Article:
At Holy Rosary Catholic Church, in a deserted section of downtown Washington, dozens of Italians and Italian-Americans lined up outside the church yesterday for the traditional kissing of the infant Jesus.
First they kissed the plastic doll in the manager. Then they kissed each other on both cheeks, Italian-style, and greeted each other with shouts of "Buon Natale."
It was a double celebration. Next spring, construction will start on Casa Italiana, the Italian community center. Funds for the project -- $560,000 -- were raised over the last two years by the parishioners of Holy Rosary.
In the church basement, decorated with colorful posters from Alitalia, the parishioners gathered for doughnuts and espresso. They also talked about the many young people who attended the Christmas Eve midnight mass in Latin and yesterday morning's mass in Italian.
Members of the parish formed a youth club this year to interest young Italian-Americans in their heritage and in the Catholic Church.
Carmela Ventresca, who formed the church choir in 1950, recalled the Christmas Day 16 years ago, when she sang in the choir two days before giving birth to her second daughter.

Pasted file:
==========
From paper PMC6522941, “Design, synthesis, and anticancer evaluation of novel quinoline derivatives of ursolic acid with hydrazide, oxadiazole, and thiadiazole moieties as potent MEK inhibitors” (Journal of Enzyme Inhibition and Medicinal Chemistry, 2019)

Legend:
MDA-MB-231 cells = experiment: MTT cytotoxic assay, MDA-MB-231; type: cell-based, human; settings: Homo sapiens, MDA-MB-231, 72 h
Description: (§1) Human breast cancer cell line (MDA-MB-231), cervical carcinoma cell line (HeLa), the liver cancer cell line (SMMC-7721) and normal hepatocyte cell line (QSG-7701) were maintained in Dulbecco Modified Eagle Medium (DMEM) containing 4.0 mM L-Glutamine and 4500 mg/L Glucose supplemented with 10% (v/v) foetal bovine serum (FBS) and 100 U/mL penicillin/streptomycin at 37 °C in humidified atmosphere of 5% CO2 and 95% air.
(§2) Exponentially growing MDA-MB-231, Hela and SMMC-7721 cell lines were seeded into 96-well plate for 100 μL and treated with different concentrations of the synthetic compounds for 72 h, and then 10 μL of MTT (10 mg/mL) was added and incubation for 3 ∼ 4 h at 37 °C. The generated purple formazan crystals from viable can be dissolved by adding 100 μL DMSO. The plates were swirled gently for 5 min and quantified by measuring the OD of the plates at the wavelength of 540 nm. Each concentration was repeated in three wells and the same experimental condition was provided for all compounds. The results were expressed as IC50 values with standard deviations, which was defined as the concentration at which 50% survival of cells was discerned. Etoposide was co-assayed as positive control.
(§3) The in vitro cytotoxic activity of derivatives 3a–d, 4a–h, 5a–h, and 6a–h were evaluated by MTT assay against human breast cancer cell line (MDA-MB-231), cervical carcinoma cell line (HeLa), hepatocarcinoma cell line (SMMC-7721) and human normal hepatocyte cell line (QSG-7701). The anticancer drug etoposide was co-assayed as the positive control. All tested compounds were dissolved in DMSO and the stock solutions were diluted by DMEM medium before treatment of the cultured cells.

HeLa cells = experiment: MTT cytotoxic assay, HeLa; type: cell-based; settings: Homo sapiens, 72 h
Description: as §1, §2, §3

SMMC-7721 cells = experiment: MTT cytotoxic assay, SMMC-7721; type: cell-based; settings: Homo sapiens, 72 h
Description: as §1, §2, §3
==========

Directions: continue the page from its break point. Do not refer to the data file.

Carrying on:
"When Father Caesar [Donanzan, the pastor] saw me, he said, 'My God, Carmela, you gonna have the baby right here in church!"
Mrs. Ventresca, a tiny, dark-haired, vibrant woman, met her husband Ponfilio 19 years ago. He was living in the United States. She was in Italy. Mrs. Ventresca's aunt sent the young Ponfilio a picture of her niece. The two began a correspondence, and Ponfilio soon returned to Italy and married Carmela.
Today, their two daughters sing in the choir.
"Here in the United States," Mrs. Ventresca said yesterday, "people go out together for months and months. They get married and the marriage is over in two days."